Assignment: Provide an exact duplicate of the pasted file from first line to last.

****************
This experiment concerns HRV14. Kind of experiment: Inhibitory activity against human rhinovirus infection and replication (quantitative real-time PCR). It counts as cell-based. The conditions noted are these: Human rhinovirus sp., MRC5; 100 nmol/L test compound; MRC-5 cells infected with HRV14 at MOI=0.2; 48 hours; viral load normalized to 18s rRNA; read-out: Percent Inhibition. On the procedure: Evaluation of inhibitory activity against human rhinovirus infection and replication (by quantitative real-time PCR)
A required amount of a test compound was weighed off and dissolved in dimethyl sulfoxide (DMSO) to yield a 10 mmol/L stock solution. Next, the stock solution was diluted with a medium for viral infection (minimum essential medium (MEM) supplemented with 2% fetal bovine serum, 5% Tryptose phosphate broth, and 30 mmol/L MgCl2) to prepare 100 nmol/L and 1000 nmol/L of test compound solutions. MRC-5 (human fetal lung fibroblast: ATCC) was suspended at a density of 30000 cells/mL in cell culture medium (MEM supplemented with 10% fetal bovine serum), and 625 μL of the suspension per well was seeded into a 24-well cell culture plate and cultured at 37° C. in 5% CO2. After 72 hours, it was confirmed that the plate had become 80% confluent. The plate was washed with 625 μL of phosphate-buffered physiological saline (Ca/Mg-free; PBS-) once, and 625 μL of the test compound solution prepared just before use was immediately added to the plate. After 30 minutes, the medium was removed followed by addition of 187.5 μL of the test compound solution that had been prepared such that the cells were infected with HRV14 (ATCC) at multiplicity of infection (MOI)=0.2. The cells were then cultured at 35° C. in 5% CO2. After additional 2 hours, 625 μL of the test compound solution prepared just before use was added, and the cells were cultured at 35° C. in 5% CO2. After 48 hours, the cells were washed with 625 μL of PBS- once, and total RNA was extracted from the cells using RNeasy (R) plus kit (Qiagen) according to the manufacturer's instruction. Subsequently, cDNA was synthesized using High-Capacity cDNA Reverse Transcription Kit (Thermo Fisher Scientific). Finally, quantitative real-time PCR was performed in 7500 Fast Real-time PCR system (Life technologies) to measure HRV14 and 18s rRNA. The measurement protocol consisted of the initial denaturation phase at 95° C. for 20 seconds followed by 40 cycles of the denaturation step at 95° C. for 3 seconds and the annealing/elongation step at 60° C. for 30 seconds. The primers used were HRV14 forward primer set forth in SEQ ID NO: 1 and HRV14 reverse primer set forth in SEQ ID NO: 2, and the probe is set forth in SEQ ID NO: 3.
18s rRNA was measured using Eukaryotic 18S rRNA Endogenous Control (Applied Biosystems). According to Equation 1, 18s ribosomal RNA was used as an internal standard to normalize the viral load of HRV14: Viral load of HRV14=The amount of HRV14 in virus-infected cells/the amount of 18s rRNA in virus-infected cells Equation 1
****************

This experiment concerns HRV14. Kind of experiment: Inhibitory activity against human rhinovirus infection and replication (quantitative real-time PCR). It counts as cell-based. The conditions noted are these: Human rhinovirus sp., MRC5; 100 nmol/L test compound; MRC-5 cells infected with HRV14 at MOI=0.2; 48 hours; viral load normalized to 18s rRNA; read-out: Percent Inhibition. On the procedure: Evaluation of inhibitory activity against human rhinovirus infection and replication (by quantitative real-time PCR)
A required amount of a test compound was weighed off and dissolved in dimethyl sulfoxide (DMSO) to yield a 10 mmol/L stock solution. Next, the stock solution was diluted with a medium for viral infection (minimum essential medium (MEM) supplemented with 2% fetal bovine serum, 5% Tryptose phosphate broth, and 30 mmol/L MgCl2) to prepare 100 nmol/L and 1000 nmol/L of test compound solutions. MRC-5 (human fetal lung fibroblast: ATCC) was suspended at a density of 30000 cells/mL in cell culture medium (MEM supplemented with 10% fetal bovine serum), and 625 μL of the suspension per well was seeded into a 24-well cell culture plate and cultured at 37° C. in 5% CO2. After 72 hours, it was confirmed that the plate had become 80% confluent. The plate was washed with 625 μL of phosphate-buffered physiological saline (Ca/Mg-free; PBS-) once, and 625 μL of the test compound solution prepared just before use was immediately added to the plate. After 30 minutes, the medium was removed followed by addition of 187.5 μL of the test compound solution that had been prepared such that the cells were infected with HRV14 (ATCC) at multiplicity of infection (MOI)=0.2. The cells were then cultured at 35° C. in 5% CO2. After additional 2 hours, 625 μL of the test compound solution prepared just before use was added, and the cells were cultured at 35° C. in 5% CO2. After 48 hours, the cells were washed with 625 μL of PBS- once, and total RNA was extracted from the cells using RNeasy (R) plus kit (Qiagen) according to the manufacturer's instruction. Subsequently, cDNA was synthesized using High-Capacity cDNA Reverse Transcription Kit (Thermo Fisher Scientific). Finally, quantitative real-time PCR was performed in 7500 Fast Real-time PCR system (Life technologies) to measure HRV14 and 18s rRNA. The measurement protocol consisted of the initial denaturation phase at 95° C. for 20 seconds followed by 40 cycles of the denaturation step at 95° C. for 3 seconds and the annealing/elongation step at 60° C. for 30 seconds. The primers used were HRV14 forward primer set forth in SEQ ID NO: 1 and HRV14 reverse primer set forth in SEQ ID NO: 2, and the probe is set forth in SEQ ID NO: 3.
18s rRNA was measured using Eukaryotic 18S rRNA Endogenous Control (Applied Biosystems). According to Equation 1, 18s ribosomal RNA was used as an internal standard to normalize the viral load of HRV14: Viral load of HRV14=The amount of HRV14 in virus-infected cells/the amount of 18s rRNA in virus-infected cells Equation 1